Global Group’s long-term in­vest­ment in race­horses in the UK places the com­pany in a prime po­si­tion to cap­i­talise on new mar­kets for the sport of kings

Hong Kong Tatler - - Tatler Focus | Global Group -

There are many sys­tems for bet­ting on horses. Some pun­ters reckon they can spot a win­ner from the way it walks, oth­ers like to an­a­lyse odds or the form book, and some just pick a name they like. But Johnny Hon, founder and chair­man of the Global Group, has a more pa­tient strat­egy— breed­ing race­horses in an­tic­i­pa­tion of gal­lop­ing Chi­nese de­mand.

It is a strat­egy founded on an an­cient pas­sion. Horses are one of the most preva­lent mo­tifs in Chi­nese art and cul­ture, and the coun­try’s tra­di­tion of horse rac­ing has a his­tory that stretches back at least as far as the Zhou dy­nasty more than 2,000 years ago. By the 19th cen­tury, the Shang­hai Race Club was the big­gest race­course in the world.

How­ever, the sport has been all but banned for the past 50 years or more, yet Hon sees that chang­ing. Bet­ting is still not le­gal, but mock races are al­ready be­ing staged and some es­ti­mates sug­gest there are as many as 1,000 race­horses in the coun­try, with plans to build 11 world-class race­courses across the na­tion. In ad­di­tion, it has re­cently been re­ported that the gov­ern­ment will al­low horse rac­ing in the is­land province of Hainan in the fu­ture.

As with every­thing in China, the po­ten­tial is huge; one need only look at the growth of Macau’s gam­ing in­dus­try or the rev­enue and sta­tus of the Hong Kong Jockey Club.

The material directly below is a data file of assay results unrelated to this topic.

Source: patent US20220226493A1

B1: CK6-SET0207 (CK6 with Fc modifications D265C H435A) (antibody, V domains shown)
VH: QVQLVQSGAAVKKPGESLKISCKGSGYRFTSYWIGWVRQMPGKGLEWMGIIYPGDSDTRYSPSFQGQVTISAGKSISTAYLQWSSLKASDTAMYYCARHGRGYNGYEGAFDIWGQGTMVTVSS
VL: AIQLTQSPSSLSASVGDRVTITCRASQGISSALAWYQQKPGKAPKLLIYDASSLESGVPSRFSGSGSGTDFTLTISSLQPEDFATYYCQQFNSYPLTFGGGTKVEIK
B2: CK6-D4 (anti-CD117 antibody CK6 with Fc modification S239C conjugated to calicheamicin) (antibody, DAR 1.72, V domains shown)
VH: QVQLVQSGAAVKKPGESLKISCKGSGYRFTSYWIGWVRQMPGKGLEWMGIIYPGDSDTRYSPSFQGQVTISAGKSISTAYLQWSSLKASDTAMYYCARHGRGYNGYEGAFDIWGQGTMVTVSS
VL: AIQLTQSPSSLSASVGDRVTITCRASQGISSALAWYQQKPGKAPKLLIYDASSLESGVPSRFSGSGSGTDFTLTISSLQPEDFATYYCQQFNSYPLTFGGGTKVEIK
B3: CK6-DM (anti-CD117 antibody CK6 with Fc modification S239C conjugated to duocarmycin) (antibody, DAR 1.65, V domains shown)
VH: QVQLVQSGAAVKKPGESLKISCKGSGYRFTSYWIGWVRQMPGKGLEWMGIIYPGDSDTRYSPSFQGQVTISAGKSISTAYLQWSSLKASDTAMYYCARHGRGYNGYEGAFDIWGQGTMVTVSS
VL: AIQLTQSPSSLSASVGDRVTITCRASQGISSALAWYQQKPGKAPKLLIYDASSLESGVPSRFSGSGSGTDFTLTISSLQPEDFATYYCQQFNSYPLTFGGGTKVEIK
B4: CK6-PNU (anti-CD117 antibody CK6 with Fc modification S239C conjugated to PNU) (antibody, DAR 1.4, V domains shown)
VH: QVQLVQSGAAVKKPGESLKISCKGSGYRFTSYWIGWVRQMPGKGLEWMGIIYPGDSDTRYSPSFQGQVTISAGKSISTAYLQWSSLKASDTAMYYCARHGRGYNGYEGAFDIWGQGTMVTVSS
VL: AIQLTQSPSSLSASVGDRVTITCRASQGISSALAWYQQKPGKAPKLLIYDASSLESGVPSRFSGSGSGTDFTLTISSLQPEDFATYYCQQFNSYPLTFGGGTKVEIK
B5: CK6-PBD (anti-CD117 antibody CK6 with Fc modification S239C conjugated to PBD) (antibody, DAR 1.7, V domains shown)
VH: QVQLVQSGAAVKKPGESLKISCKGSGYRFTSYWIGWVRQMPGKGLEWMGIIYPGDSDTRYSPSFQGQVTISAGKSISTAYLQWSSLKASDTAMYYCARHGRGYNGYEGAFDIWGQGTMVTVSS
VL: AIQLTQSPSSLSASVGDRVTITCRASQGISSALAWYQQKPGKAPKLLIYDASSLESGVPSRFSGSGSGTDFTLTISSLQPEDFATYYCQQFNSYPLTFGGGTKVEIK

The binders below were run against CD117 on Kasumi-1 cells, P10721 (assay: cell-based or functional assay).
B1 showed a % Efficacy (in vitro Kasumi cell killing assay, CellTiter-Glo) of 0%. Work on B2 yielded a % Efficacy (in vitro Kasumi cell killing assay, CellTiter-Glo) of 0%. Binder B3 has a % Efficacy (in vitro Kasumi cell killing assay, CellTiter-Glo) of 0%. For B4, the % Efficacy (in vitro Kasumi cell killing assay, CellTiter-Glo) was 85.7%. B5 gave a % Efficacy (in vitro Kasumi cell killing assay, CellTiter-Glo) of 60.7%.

“I think that le­gal bet­ting on horse rac­ing across China will al­most cer­tainly hap­pen one day, quite pos­si­bly un­der a state lottery scheme,” says Hon. “When you con­sider that the price peo­ple are will­ing to pay for a year­ling de­pends on the de­mand, you could eas­ily see that go­ing up five or 10 times if many high-net-worth in­di­vid­u­als in China as­pire to buy a race­horse. I think that is the trend, so it’s a long-term game for us.” To cap­i­talise on this game, Hon has spent the past few years in­vest­ing in a port­fo­lio of race­horses in the UK. Prize money at Bri­tish races is rel­a­tively mod­est due to the in­tense com­pe­ti­tion there, but the real div­i­dend comes from es­tab­lish­ing strong blood­stock. The off­spring of win­ning horses com­mand higher prices and a suc­cess­ful filly can go on to breed for 15 years or more. “The goal is to build up a long-term as­set base,” says Hon. “Ul­ti­mately, we would like to race in­ter­na­tion­ally. Not just in the UK or France, but also in Sin­ga­pore and Hong Kong, and per­haps else­where.” The Global Group has 40 horses in its op­er­a­tion in the UK and has re­cently hired French cham­pion jockey Gérald Mossé to ride out the horses on a daily ba­sis and help guide the pro­gramme. It is also build­ing a rac­ing op­er­a­tion in France, where prize money is higher than in the UK. The plan is that by the time China opens up to horse rac­ing, per­haps within the next 10 years, the Global Group will have a well-es­tab­lished stock that will rep­re­sent a con­sid­er­able re­turn for the group and its in­vest­ment part­ners. “It’s re­ally in keep­ing with the phi­los­o­phy of the Global Group—to be a bridge be­tween East and West, but also to have that fo­cus on the life­style side of things,” says Hon. “Horse rac­ing is a fan­tas­tic in­vest­ment op­por­tu­nity, but it’s also a great hobby and a good way to build re­la­tion­ships. Some­one like Sheikh Mo­hammed bin Rashid Al Mak­toum, the ruler of Dubai, prob­a­bly won’t take your phone calls, but if you beat one of his horses at Royal As­cot, he will come and talk to you.” This fo­cus on pas­sion in­vest­ments makes the Global Group a pop­u­lar part­ner with fam­ily of­fices. Fine wines, world-class art, glam­orous horse-rac­ing events or back­stage passes at a mu­si­cal ... Hon likes his clients to have fun while the Global Group is build­ing their wealth.

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